Friday, March 19, 2010


Cracks appear in abortion front against healthcare reform

When the Catholic church can be swayed on an abortion issue, there is trouble.
The Catholic Health Association, which represents more than 600 Catholic hospitals in the US, came out earlier this week in favor of the president’s plan, arguing that comprehensive reform is a “moral imperative.” On Wednesday, 60 Catholic nuns representing most of the nation’s 59,000 nuns sent a letter to Congress, also urging passage of the bill.
It makes you wonder what they were tempted by to be wishy washy on such a paramount issue for them.
Increasingly, abortion foes – including high-profile Catholic organizations and members of Congress – are saying that while the language aimed at preventing use of federal funds for abortion is not perfect, the bill is still worth passing as a first step.
As a first step? Isn't that the same as "giving the enemy a foothold"? There sure is a lot of flip flopping on moral imperatives during this aministration, and it's spreading!
Congressmen break ranks. In addition, some Catholic Democrats in Congress who oppose abortion have begun to peel away and signal either definite or likely support for the president’s plan, which is the Senate-passed version, plus fixes (none of them abortion-related). “At this point, I’m confident the Senate language upholds my pro-life values,” said Rep. Charlie Wilson (D) of Ohio on a conference call Thursday.
Fortunately, not all Catholics have given up their convictions.
The one-two punch represents an extraordinary display of dissent against the US Conference of Catholic Bishops, the official leadership of the US church, which favors universal healthcare but opposes the president’s plan over the abortion issue.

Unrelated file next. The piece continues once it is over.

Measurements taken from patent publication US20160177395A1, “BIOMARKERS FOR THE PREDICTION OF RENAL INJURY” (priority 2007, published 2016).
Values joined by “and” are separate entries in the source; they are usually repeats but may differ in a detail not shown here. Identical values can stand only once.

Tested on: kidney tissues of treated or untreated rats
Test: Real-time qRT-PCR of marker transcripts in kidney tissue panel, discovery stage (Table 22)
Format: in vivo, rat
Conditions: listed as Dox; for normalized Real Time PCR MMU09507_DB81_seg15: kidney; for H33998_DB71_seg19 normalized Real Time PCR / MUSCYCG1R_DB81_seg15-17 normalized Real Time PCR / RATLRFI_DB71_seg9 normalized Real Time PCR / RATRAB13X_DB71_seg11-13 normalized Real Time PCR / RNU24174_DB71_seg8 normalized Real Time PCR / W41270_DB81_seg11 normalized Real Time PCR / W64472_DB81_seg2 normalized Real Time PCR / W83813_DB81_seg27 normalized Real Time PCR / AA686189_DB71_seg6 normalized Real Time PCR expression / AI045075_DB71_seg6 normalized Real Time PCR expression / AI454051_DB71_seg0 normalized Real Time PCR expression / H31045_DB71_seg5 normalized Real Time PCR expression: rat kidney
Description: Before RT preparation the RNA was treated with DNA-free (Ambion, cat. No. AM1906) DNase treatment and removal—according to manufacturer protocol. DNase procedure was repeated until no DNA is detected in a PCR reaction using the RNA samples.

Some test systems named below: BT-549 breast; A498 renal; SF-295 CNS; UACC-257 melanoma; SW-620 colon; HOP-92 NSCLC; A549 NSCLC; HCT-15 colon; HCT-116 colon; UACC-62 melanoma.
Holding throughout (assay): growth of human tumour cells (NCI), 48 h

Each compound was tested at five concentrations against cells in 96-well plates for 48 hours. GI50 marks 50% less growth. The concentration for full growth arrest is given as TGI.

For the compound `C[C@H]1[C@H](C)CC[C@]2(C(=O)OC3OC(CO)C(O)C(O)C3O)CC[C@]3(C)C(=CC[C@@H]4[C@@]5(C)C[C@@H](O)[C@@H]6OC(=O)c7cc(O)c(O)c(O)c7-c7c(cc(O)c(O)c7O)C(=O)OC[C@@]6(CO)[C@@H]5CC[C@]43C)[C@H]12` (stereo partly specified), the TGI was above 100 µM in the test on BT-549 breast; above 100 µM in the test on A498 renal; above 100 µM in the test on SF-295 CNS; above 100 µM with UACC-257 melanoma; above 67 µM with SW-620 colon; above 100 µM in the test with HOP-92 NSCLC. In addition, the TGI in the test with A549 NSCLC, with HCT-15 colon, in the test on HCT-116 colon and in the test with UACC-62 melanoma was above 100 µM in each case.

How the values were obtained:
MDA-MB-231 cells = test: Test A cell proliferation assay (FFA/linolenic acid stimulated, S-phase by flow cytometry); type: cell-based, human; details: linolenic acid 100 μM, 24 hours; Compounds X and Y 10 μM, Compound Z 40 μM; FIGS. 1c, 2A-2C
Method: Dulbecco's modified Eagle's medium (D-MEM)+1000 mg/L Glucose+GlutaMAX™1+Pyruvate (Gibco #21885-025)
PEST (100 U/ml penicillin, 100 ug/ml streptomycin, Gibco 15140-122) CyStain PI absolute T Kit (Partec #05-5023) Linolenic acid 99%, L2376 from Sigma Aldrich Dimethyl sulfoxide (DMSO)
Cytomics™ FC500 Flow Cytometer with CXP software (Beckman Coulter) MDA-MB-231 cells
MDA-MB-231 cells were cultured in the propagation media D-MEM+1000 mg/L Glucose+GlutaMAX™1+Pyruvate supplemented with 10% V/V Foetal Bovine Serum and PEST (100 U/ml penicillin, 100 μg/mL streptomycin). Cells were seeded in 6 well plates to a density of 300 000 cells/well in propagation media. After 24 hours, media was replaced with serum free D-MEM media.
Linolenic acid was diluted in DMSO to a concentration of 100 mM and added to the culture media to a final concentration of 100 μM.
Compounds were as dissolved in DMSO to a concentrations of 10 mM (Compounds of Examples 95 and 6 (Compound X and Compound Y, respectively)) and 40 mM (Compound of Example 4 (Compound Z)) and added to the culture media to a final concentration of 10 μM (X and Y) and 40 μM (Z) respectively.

And there is still hope that not even the Catholic democrat's blessing will ultimately matter in passing the bill.
Staunch opponents hold firmOpponents of abortion rights have been running ads in the districts of members like Wilson and Congressman Kildee, trying to persuade them to vote against healthcare reform. They are now expanding their campaign.
The group Americans United for Life Action (AUL) has devoted more than $350,000 to the campaign. Despite signs that Obama’s campaign to pass reform has momentum, AUL president Charmaine Yoest says she still doesn’t see how House speaker Nancy Pelosi gets the 216 votes she needs to pass the bill.

“This is tight enough that she’s really got to get every person she needs to get this over the finish line,” says Ms. Yoest.
Hang in there Congressman Stupak! There will be a reward on the other side of the persecution!
Stupak himself says he has suffered for his advocacy, calling his life a “living hell” in an interview with The Hill newspaper. “People saying they’re going to spit on you and all this,” he says. “That’s just not fun.”
He may not feel it inside the beltway, but around the country, many are cheering him on!

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